US lists 12 countries of particular concern’ for violating religious freedom

The United States has designated 12 countries, including China and Pakistan, as “countries of particular concern” for the current state of religious freedom in these countries.

Announcing this on Friday, US Secretary of State Antony Blinken said that governments and non-state actors around the world harass, intimidate, imprison and even kill people based on their beliefs. .

In some instances, they stifle individuals’ freedom of religion or belief to exploit opportunities for political gain. These actions sow division, undermine economic security, and threaten political stability and peace. America will not stand by these abuses.

“Today, I am against Burma (Myanmar), the People’s Republic of China, Cuba, Eritrea, Iran, Nicaragua, the DPRK, Pakistan, Russia, Saudi Arabia, Tajikistan and Turkmenistan as countries of particular concern under the International Religious to tolerate serious violations of religious freedom, specifically those included in the Freedom of Religion Act of 1998,” he said in a government statement on December 2.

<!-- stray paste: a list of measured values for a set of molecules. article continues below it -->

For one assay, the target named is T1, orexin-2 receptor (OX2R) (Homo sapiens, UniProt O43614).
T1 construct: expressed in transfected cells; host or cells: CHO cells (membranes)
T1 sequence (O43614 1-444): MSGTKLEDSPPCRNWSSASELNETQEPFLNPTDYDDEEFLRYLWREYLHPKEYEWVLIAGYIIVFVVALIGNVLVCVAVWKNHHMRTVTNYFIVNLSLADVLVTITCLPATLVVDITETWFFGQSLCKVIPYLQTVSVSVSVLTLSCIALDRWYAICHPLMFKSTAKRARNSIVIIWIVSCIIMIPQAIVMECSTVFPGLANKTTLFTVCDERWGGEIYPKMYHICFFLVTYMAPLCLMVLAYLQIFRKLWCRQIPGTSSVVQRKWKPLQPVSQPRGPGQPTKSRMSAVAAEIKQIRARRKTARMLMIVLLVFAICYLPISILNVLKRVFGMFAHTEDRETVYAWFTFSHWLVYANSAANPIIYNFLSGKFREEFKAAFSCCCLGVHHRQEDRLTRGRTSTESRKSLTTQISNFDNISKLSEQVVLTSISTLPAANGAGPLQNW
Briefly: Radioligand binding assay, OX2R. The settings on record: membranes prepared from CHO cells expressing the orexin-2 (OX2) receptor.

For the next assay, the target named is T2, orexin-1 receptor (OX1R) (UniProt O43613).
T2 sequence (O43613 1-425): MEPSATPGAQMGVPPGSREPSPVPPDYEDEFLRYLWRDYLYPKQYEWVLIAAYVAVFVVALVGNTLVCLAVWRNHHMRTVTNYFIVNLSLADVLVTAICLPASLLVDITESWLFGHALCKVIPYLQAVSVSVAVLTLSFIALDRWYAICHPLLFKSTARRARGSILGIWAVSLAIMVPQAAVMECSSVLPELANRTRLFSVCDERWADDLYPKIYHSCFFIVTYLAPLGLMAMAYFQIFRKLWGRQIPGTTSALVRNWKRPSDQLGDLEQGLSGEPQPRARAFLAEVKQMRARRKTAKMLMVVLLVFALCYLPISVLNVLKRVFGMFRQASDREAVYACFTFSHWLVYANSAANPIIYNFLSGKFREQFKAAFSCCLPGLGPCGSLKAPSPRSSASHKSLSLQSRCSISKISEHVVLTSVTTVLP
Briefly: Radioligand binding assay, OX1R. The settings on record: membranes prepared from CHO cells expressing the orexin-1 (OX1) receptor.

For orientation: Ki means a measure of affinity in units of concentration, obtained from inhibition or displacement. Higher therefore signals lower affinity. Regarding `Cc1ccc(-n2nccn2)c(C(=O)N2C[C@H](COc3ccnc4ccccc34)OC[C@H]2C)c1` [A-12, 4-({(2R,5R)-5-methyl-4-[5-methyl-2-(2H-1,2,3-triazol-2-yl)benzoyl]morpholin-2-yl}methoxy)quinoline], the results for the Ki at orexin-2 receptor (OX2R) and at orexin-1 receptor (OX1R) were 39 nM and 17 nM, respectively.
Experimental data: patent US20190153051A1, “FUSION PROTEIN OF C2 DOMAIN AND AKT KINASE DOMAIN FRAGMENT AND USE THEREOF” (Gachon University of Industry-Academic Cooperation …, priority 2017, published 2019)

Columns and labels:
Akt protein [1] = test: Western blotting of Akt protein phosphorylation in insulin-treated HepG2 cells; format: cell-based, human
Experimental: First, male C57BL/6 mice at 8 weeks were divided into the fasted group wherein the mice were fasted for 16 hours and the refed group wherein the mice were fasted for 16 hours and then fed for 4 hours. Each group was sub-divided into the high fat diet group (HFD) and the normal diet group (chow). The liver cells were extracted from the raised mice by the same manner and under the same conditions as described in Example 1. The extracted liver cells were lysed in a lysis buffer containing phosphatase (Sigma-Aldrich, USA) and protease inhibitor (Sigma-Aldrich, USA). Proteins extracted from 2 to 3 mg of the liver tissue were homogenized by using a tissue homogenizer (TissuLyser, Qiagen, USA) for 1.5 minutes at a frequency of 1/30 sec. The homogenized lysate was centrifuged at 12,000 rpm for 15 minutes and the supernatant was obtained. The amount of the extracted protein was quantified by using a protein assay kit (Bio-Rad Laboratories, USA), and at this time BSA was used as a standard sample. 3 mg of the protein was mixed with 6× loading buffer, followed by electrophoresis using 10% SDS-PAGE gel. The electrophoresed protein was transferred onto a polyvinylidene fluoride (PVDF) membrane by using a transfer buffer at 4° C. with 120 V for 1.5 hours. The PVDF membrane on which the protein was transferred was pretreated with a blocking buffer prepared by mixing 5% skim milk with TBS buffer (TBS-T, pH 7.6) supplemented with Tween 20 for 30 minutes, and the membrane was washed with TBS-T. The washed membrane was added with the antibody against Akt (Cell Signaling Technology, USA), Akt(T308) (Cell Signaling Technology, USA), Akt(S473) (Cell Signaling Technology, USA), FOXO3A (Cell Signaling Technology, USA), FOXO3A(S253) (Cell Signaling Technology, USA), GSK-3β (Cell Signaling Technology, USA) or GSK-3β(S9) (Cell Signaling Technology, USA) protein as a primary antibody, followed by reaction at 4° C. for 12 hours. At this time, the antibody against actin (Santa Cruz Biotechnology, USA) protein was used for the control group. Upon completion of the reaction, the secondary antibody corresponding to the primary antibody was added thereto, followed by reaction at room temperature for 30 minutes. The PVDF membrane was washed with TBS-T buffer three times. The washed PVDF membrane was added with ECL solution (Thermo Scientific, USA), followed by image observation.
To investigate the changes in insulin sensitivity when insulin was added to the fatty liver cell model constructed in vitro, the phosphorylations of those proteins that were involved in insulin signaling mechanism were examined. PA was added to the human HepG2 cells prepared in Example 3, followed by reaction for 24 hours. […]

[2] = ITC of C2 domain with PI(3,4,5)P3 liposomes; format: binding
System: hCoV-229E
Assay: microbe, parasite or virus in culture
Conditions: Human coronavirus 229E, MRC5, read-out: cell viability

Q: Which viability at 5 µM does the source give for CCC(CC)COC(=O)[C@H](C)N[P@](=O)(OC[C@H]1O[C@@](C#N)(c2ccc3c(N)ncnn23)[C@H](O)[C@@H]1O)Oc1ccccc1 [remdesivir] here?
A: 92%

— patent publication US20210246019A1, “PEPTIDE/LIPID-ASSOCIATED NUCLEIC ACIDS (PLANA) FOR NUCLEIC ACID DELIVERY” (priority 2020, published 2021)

Blinken placed Algeria, the Central African Republic, Comoros and Vietnam on a special watch list for engaging in or tolerating serious violations of religious freedom.

The US Secretary of State also named al-Shabaab, Boko Haram, Hayat Tahrir al-Sham, the Houthis, ISIS-Greater Sahara, ISIS-West Africa, Jama’at Nusrat al-Islam wal-Muslimeen, the Taliban and Wagner. groups based on their operations as “entities of special concern” in the Central African Republic.

“Our announcement of these designations is in keeping with our values and interests in protecting national security and advancing human rights around the world. Countries that effectively protect this and other human rights are more peaceful, stable, prosperous and more reliable partners of the United States, Blinken said.

Blinken said the US will continue to carefully monitor the status of freedom of religion or belief in every country around the world and advocate for those facing religious persecution or discrimination.

“We will regularly engage countries about their concerns regarding limits on freedom of religion or belief, regardless of where those countries are designated,” he said.

The United States, he said, welcomes the opportunity to meet with all governments to address laws and practices that do not meet international standards and commitments, and to outline concrete steps toward removal from these lists.

Meanwhile, before the State Department announced such an annual designation, it took massive lobbying efforts by groups such as the Indian American Muslim Council and the International Council for Religious Freedom to designate India as a country of concern. There was pressure from organizations like the American Commission.